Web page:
More smart phones were sold in 2011 than PCs. Tablets such as the iPad were included in the PC category. The netbook market no longer exists having fallen victim to the mobile revolution. Companies implementing a Bring Your Own (mobile) Device to work policy require their IT shops to manage and integrate these new devices with their existing application portfolios.

The key is flexibility. The mobile landscape is changing so fast that today’s hot seller can be tomorrow’s dust collector. At odds are the fact mobile devices are replaced every two to three years and yet the software developed and deployed for them must be capitalized over a five year period. The resolution for this conflict is to support multiple devices – both existing and yet-to-be-released (or even dreamt about).

HTML5

Flash. Silverlight. Java FX. Going, going, gone. The mobile revolution has forced the abandonment of these technologies and the adoption of HTML5. Mobile Consumer/Enterprise Application Platforms (MCAP/MEAP) use HTML5 technologies to create multi-platform mobile applications.

Microsoft’s upcoming Windows 8 extends this trend by utilizing HTML5 technologies for creating native applications. HTML5 then is being used to create desktop apps, web apps, and mobile apps. Using HTML5 for multi-platform application development is a practical strategy for IT shops.

Web Operating System

The browser is the OS, or really the virtual machine – eventually replacing virtual machines such as the CLR and JVM. HTML5-enabled browsers or run time environments are now available on all platforms. These environments provide and manage nearly all resources traditionally managed by an OS:

  • file
  • caching/memory
  • communications/networking
  • 2D & 3D graphics
  • audio & video

Add to that the ability to invoke and host web services and interact with databases and we need to ask ourselves: what do we need OSes, CLRs and JVMs for anyway? What are the long term prospects for the JVM and CLR? Five years? Ten years, tops?

You say you don’t like JavaScript? You have several language choices including:

  • CoffeeScript
  • ClojureScript
  • Dart
  • Red

And many others. Take a look at this site to see what’s available.

Cloud Storage

Users need their files to be accessible and automatically synchronized across all their devices and easily shared with others. File shares and media storage are rapidly becoming relics of the past. Cloud storage makes this possible.

REST Web Services

Embodying the spirit and functionality of the web, REST web services are rapidly displacing SOAP. Good riddance. SOAP web services are opaque and require out-of-band communication to describe their payloads and how to obtain more information utilizing the retrieved data.

Though REST is certainly not new, it’s only been recently that all the major enterprise development platforms have made it as easy to create REST web services as it has been to create SOAP web services. This new-found ease of creation along with these service’s better alignment with the web philosophy, think HTML5, will result in our seeing a lot more of them in the near future.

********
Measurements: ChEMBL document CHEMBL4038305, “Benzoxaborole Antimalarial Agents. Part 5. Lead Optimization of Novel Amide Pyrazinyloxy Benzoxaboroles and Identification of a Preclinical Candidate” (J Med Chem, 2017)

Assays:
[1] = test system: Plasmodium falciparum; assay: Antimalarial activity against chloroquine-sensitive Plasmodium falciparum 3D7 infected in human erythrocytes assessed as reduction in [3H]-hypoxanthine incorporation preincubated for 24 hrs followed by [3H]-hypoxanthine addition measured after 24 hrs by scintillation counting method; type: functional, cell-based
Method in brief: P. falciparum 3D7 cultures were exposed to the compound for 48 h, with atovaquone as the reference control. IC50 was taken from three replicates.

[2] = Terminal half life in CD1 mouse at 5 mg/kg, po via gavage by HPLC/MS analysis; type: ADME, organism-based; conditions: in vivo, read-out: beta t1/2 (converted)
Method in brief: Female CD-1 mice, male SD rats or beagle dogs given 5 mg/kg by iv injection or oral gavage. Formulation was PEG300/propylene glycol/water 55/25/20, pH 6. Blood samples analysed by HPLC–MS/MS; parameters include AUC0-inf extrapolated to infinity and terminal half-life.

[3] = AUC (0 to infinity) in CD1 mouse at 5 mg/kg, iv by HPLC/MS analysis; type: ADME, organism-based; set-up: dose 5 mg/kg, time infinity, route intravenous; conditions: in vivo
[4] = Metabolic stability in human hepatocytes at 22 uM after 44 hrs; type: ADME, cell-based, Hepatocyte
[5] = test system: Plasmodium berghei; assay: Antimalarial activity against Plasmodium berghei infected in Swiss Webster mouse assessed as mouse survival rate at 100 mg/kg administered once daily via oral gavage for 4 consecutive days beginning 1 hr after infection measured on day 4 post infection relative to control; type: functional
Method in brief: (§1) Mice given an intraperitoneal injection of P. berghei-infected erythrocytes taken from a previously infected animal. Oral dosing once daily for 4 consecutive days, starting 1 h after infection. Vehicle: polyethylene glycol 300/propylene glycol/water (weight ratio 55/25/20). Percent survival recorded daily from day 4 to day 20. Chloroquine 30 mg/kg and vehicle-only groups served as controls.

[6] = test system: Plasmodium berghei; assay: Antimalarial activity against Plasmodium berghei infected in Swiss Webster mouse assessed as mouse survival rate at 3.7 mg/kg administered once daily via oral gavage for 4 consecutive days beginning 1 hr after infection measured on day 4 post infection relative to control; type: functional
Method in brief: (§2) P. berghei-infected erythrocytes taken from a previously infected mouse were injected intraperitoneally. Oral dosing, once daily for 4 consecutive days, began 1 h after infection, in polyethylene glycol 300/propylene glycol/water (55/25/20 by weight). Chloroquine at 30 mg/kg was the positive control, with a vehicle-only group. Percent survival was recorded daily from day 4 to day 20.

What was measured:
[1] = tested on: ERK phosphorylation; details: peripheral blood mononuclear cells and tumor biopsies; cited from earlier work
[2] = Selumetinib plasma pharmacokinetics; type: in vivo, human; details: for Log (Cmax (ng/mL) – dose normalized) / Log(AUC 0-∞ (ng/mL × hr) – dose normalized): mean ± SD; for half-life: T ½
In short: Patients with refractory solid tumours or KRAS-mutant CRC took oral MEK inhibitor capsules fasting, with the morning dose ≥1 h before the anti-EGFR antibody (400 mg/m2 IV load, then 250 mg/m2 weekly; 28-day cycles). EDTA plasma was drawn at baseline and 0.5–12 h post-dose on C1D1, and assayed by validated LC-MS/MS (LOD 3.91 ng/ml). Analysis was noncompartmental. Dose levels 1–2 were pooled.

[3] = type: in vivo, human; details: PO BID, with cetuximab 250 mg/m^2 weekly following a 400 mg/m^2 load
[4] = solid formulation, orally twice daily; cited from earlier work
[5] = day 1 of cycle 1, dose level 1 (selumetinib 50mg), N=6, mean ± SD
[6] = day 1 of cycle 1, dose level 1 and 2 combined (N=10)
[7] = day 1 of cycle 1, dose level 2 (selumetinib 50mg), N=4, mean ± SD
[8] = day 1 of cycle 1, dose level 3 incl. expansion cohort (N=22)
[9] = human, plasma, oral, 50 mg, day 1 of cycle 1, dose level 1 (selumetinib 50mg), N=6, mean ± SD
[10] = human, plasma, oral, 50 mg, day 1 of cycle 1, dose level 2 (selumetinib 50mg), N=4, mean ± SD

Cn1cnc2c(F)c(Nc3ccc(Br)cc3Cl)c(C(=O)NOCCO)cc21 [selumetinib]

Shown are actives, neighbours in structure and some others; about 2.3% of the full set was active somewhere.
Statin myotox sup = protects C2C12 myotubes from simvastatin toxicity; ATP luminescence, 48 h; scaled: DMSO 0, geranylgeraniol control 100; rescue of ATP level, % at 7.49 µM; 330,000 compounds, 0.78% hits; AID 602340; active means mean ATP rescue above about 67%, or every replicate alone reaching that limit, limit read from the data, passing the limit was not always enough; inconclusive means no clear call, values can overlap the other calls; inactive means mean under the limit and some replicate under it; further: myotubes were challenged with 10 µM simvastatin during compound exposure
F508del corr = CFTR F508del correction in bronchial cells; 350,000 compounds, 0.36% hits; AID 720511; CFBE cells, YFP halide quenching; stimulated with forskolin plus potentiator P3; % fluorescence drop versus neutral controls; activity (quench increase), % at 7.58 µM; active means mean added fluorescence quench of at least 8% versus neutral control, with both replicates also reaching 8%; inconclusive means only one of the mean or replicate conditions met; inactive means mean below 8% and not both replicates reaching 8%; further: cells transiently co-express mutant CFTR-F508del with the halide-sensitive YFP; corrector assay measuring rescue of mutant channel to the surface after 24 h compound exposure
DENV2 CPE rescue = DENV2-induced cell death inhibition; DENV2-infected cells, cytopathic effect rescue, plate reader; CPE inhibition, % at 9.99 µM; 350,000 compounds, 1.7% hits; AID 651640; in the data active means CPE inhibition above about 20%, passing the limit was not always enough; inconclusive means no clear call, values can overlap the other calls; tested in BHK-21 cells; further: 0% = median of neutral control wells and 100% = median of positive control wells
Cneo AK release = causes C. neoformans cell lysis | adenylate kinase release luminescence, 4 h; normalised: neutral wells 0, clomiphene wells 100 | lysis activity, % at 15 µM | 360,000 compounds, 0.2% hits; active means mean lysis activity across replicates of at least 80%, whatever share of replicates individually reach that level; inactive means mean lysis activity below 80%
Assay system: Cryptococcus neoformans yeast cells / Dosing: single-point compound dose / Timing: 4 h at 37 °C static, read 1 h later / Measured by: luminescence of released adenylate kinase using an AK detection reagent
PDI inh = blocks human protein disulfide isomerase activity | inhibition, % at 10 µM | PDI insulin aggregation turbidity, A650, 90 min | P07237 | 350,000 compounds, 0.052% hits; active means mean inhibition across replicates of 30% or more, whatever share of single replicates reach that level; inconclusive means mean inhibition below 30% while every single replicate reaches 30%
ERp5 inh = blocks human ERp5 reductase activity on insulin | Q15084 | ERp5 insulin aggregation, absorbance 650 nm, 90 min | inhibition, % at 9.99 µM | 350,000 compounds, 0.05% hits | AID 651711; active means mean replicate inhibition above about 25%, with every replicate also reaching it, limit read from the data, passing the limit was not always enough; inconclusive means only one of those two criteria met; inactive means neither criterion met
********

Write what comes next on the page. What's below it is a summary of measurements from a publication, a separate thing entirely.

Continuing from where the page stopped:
3D Printing

Okay, this isn’t an IT trend per se. But it’s really cool because of the power it has to disrupt so many industries. This is one of those perception barriers where we can’t fully fathom what life is going to be like with it, and once we have it we won’t be able to imagine what life must have been like before it. This is electric lightbulb class transformative power!

What Do You Think?

What do you see as being the most important trends for 2012?

Posted in Trends | Tagged , | 6 Comments

On Time Estimating

I needed to replace the kitchen faucet over the weekend. I’ll spare you the details of how long it takes a wife to pick out the faucet she’d like and how many stores it requires to visit in order to find that faucet (or to ensure you really have found the right one). As fun as that side discussion may be, it’s not the point of this post.

This post rather is about time estimation. As in how long is it going to take to remove the old faucet and install the new one.

Now I’ve replaced faucets before. It’s not something I do all the time but it is something needing to be done from time-to-time. I’ve done it enough to have experienced the various kinds of problems one can encounter while doing the job.

Having a very busy family schedule I employed that experience to determine the block of time I was going to need in order to get this new faucet installed. Experience dictated 3 hours would be sufficient. More than enough in fact. So I blocked out the time needed so it wouldn’t interfere with any other activities.

I was relieved to discover there were in fact shut-off valves for the sink. Though they weren’t under the sink. They were in the basement below the sink. At least they weren’t frozen (a common problem) and were able to be easily shut-off. Score!

Likewise the supply lines were simple to remove. No frozen nuts or anything. By this time I was thinking I had seriously overestimated the time it would take to get this faucet out. I was thinking about what beer I was going to enjoy when I finished early.

This was a 3 hole installation and it was one of those deals where there’s a bolt protruding down through the outside holes and a nut, sort of like a wing nut in this case and made of plastic, threaded onto the bolt from the underside. I practically effortlessly removed the nut on the cold water side. Of course I wouldn’t be writing this entry if the same would have been true for the hot water side.

That nut was frozen on. Actually the bolt had rusted and so the nut wasn’t going anywhere. So as turns the nut so turns the bolt. And of course this is in a nearly impossible to reach location anyway, nevermind managing the trick of getting a box wrench on the nut and a pair of vise grips on the bolt to hold it.